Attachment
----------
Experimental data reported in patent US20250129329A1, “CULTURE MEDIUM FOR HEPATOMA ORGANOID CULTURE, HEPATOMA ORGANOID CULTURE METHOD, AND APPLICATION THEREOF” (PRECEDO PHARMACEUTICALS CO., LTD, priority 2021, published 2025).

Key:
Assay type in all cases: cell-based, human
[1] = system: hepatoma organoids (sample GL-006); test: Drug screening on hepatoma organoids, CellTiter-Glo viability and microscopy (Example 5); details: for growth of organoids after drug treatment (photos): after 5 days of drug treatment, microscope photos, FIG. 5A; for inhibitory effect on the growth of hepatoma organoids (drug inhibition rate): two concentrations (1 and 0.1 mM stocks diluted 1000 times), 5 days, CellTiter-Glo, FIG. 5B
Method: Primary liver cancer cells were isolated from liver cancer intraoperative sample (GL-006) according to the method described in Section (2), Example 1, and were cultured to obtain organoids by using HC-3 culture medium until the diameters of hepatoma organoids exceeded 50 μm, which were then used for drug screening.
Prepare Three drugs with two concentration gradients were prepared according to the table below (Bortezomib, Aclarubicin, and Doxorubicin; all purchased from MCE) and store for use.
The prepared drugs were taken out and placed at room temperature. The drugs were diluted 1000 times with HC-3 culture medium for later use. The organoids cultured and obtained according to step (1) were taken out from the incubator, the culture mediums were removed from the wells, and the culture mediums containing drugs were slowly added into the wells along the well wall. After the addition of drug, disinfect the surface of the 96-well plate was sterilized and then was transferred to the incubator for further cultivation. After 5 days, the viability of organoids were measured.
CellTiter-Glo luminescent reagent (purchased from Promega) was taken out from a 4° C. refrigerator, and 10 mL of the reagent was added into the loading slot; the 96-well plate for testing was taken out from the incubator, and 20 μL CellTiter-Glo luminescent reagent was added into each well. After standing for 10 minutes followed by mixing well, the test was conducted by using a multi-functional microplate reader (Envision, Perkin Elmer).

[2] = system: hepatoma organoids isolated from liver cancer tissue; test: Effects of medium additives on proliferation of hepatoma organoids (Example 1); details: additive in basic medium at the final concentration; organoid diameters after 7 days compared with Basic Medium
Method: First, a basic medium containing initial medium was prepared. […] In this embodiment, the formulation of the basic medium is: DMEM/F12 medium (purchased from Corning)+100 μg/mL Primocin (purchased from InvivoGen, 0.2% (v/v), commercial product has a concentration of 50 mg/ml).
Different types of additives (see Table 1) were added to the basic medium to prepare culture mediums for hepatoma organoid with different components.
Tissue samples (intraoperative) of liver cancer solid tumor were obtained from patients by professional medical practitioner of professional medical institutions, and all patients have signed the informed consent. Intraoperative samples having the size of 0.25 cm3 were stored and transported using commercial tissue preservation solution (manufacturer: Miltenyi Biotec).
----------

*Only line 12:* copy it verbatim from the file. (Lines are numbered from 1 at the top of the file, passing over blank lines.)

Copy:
Tissue samples (intraoperative) of liver cancer solid tumor were obtained from patients by professional medical practitioner of professional medical institutions, and all patients have signed the informed consent. Intraoperative samples having the size of 0.25 cm3 were stored and transported using commercial tissue preservation solution (manufacturer: Miltenyi Biotec).